These new images from Hubble Telescope will blow your tiny mind
After 28 years in space, you'd think the Hubble Telescope would have exhausted its ability to completely blindside us with stunning photographs. And then bam, you get this picture.
Hubble hitched a ride into space aboard the space shuttle Discovery on April 24, 1990. Now, every April, scientists from NASA and the European Space Agency (who work together on Hubble missions) release staggeringly gorgeous photos to mark its anniversary. This year, Hubble snapped the above image of the Lagoon Nebula, as well as an infrared version.
The Lagoon Nebula is impossibly huge: 55 light-years wide, 20 light-years tall, and visible to the naked eye from Earth despite being about 4,000 light-years away. Hubble's photo, which showed about four light-years across, couldn't even come close to capturing the whole of it. And at the center of this glowing star nursery is a "monster young star" 32 times more massive than our own sun and 200,000 times brighter.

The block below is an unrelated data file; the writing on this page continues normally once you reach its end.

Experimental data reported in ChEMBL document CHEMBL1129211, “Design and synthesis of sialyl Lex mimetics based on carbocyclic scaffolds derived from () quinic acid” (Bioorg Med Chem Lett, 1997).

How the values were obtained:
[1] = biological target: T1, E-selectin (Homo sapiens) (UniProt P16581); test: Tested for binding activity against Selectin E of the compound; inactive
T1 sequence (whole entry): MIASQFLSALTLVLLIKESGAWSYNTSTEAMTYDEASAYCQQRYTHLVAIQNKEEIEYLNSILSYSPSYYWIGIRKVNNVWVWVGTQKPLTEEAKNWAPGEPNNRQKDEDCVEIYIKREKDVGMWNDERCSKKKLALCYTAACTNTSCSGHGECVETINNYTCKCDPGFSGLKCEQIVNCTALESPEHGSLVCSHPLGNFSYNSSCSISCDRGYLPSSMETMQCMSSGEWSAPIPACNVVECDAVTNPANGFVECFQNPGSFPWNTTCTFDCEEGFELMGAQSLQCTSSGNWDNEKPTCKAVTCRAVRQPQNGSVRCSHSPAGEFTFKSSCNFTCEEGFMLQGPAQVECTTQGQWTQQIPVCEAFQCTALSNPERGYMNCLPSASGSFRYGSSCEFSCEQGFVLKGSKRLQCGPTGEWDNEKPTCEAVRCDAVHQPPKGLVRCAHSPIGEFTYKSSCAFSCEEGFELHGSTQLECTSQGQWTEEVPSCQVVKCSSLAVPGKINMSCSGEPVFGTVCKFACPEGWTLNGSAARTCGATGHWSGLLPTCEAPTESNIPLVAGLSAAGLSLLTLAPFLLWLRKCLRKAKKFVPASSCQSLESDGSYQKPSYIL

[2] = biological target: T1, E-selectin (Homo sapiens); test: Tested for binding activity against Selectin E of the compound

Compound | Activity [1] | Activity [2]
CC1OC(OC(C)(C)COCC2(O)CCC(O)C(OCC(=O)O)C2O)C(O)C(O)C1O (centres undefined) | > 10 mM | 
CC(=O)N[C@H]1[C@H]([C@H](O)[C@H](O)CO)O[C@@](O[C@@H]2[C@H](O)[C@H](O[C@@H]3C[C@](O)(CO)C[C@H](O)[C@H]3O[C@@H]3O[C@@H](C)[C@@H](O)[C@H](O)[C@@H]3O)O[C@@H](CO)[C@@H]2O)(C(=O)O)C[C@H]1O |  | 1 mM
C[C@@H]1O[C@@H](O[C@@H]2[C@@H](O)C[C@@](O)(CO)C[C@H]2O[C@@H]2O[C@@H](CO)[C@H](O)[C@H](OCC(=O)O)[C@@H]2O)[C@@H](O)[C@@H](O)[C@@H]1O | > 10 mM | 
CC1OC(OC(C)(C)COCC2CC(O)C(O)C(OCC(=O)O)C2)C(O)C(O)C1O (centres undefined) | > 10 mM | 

In other words, our solar system is looking pretty puny.
This infrared version allows NASA and ESA to see through all the dust and gas held within the nebula to more intricate structures and hidden stars.
And for all those space nerds out there who want to feel within arm's reach of our expanding universe—but don't want to, you know, leave the couch—legendary astronaut Chris Hadfield is teaching an online MasterClass course on space exploration right now. Never hurts to be prepared.